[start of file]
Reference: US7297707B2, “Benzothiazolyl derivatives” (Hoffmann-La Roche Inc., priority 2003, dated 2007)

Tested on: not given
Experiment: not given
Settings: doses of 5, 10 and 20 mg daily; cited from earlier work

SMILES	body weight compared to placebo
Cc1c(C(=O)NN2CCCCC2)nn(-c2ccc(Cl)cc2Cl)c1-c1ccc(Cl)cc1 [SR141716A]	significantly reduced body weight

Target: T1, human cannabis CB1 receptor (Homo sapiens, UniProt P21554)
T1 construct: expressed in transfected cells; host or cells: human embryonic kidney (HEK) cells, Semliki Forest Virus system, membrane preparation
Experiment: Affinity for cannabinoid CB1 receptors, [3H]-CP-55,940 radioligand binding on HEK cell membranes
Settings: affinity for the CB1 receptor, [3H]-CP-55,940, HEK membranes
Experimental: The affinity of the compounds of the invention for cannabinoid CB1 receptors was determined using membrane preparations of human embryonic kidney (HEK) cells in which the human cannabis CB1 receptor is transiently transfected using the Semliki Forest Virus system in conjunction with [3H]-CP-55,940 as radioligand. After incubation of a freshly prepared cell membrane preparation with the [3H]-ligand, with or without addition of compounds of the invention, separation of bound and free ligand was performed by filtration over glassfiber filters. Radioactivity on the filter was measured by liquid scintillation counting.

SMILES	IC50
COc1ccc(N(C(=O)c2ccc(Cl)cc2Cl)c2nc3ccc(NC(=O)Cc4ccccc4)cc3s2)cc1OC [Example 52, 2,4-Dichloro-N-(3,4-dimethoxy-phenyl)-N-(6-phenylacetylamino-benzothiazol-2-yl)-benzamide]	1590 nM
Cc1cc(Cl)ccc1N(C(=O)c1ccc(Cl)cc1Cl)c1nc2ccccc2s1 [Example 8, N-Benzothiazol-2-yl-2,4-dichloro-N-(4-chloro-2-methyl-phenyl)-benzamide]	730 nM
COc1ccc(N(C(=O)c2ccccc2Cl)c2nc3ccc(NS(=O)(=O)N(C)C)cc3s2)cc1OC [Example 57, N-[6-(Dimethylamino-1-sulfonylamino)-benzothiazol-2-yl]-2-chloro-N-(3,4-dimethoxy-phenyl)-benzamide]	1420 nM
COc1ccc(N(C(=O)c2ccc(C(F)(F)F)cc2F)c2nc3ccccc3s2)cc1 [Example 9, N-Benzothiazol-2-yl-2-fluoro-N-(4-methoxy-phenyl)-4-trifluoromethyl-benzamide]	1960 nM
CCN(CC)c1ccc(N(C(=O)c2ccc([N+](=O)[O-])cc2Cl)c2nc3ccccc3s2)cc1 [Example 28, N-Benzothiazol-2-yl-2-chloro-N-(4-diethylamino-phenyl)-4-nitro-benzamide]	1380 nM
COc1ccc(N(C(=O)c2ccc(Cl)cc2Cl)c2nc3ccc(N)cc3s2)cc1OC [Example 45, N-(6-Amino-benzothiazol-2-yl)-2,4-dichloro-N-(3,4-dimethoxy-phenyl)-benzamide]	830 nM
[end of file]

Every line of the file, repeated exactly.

Reference: US7297707B2, “Benzothiazolyl derivatives” (Hoffmann-La Roche Inc., priority 2003, dated 2007)

Tested on: not given
Experiment: not given
Settings: doses of 5, 10 and 20 mg daily; cited from earlier work

SMILES	body weight compared to placebo
Cc1c(C(=O)NN2CCCCC2)nn(-c2ccc(Cl)cc2Cl)c1-c1ccc(Cl)cc1 [SR141716A]	significantly reduced body weight

Target: T1, human cannabis CB1 receptor (Homo sapiens, UniProt P21554)
T1 construct: expressed in transfected cells; host or cells: human embryonic kidney (HEK) cells, Semliki Forest Virus system, membrane preparation
Experiment: Affinity for cannabinoid CB1 receptors, [3H]-CP-55,940 radioligand binding on HEK cell membranes
Settings: affinity for the CB1 receptor, [3H]-CP-55,940, HEK membranes
Experimental: The affinity of the compounds of the invention for cannabinoid CB1 receptors was determined using membrane preparations of human embryonic kidney (HEK) cells in which the human cannabis CB1 receptor is transiently transfected using the Semliki Forest Virus system in conjunction with [3H]-CP-55,940 as radioligand. After incubation of a freshly prepared cell membrane preparation with the [3H]-ligand, with or without addition of compounds of the invention, separation of bound and free ligand was performed by filtration over glassfiber filters. Radioactivity on the filter was measured by liquid scintillation counting.

SMILES	IC50
COc1ccc(N(C(=O)c2ccc(Cl)cc2Cl)c2nc3ccc(NC(=O)Cc4ccccc4)cc3s2)cc1OC [Example 52, 2,4-Dichloro-N-(3,4-dimethoxy-phenyl)-N-(6-phenylacetylamino-benzothiazol-2-yl)-benzamide]	1590 nM
Cc1cc(Cl)ccc1N(C(=O)c1ccc(Cl)cc1Cl)c1nc2ccccc2s1 [Example 8, N-Benzothiazol-2-yl-2,4-dichloro-N-(4-chloro-2-methyl-phenyl)-benzamide]	730 nM
COc1ccc(N(C(=O)c2ccccc2Cl)c2nc3ccc(NS(=O)(=O)N(C)C)cc3s2)cc1OC [Example 57, N-[6-(Dimethylamino-1-sulfonylamino)-benzothiazol-2-yl]-2-chloro-N-(3,4-dimethoxy-phenyl)-benzamide]	1420 nM
COc1ccc(N(C(=O)c2ccc(C(F)(F)F)cc2F)c2nc3ccccc3s2)cc1 [Example 9, N-Benzothiazol-2-yl-2-fluoro-N-(4-methoxy-phenyl)-4-trifluoromethyl-benzamide]	1960 nM
CCN(CC)c1ccc(N(C(=O)c2ccc([N+](=O)[O-])cc2Cl)c2nc3ccccc3s2)cc1 [Example 28, N-Benzothiazol-2-yl-2-chloro-N-(4-diethylamino-phenyl)-4-nitro-benzamide]	1380 nM
COc1ccc(N(C(=O)c2ccc(Cl)cc2Cl)c2nc3ccc(N)cc3s2)cc1OC [Example 45, N-(6-Amino-benzothiazol-2-yl)-2,4-dichloro-N-(3,4-dimethoxy-phenyl)-benzamide]	830 nM